Melbourne: Australia’s second-most populous state is imposing a four-week lockdown across areas of Melbourne in an attempt to contain a spike in coronavirus infections.
From late Wednesday night, people across 10 areas will face fines if they leave their homes other than for work or school, for care or care-giving, for daily exercise, or to buy food and other essentials, state Premier Daniel Andrews told reporters.
The state has requested that all flights to Melbourne be diverted to other cities for two weeks as a precaution.
“Because of the unacceptably high rates of community transmission and the unacceptably high rates of new cases,” Andrews told reporters, “it is incredibly important that we take some next steps to deal with this challenge right now.”
While Australia has been one of the stand-out performers globally in limiting the spread of the virus to less than 8,000, Victoria’s flare-up - mainly amid Melbourne’s poorer and more multicultural suburbs - shows just how it will be hard to eradicate without a vaccine.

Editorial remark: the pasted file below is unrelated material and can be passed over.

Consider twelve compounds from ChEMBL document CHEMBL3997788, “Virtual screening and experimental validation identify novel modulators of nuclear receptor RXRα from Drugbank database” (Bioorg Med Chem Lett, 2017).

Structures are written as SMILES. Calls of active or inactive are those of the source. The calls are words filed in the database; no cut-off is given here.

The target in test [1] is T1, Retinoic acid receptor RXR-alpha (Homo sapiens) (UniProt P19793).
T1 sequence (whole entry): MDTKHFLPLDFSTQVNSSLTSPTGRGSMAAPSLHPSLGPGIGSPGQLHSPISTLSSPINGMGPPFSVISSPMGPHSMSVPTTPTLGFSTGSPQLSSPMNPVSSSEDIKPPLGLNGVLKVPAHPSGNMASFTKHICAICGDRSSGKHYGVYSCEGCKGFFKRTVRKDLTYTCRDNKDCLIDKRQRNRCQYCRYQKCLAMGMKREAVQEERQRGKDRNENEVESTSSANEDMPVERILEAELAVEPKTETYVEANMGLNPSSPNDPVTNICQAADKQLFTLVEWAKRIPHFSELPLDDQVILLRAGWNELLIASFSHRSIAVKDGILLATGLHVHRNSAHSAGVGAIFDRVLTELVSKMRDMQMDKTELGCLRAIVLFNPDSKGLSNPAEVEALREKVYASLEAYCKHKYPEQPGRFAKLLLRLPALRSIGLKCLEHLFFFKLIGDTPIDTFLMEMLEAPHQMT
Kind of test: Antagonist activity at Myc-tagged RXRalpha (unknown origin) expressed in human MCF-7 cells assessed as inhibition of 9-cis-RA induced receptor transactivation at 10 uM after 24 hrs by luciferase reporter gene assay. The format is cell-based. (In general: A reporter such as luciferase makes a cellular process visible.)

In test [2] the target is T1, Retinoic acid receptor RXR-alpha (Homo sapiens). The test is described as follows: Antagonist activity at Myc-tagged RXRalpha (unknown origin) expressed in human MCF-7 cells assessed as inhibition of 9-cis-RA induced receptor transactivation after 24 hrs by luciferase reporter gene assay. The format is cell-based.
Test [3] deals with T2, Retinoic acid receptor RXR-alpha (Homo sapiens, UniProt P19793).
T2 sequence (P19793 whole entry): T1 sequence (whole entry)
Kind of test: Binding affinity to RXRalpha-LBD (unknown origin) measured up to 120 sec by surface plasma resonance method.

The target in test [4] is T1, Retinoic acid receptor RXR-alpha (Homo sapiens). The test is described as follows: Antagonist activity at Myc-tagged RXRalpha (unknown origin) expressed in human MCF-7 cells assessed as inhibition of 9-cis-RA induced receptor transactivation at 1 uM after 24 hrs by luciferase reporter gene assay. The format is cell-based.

The resurgence in Victoria is in stark contrast to the nation’s other seven states and territories, some of which have gone for weeks without recording community transmissions.
Queensland state announced Tuesday that while it will reopen its borders to other states on July 10, people who have been to Victoria will be barred unless they undertake 14 days of hotel quarantine at their own expense. South Australia will also remain closed to Victorians.
Government grants will be awarded to Victorian businesses forced to close during the lockdown.
Victoria recorded 64 new cases on Tuesday from the day before - at least the 14th consecutive day of double-digit increases, though down from Monday’s total of 75.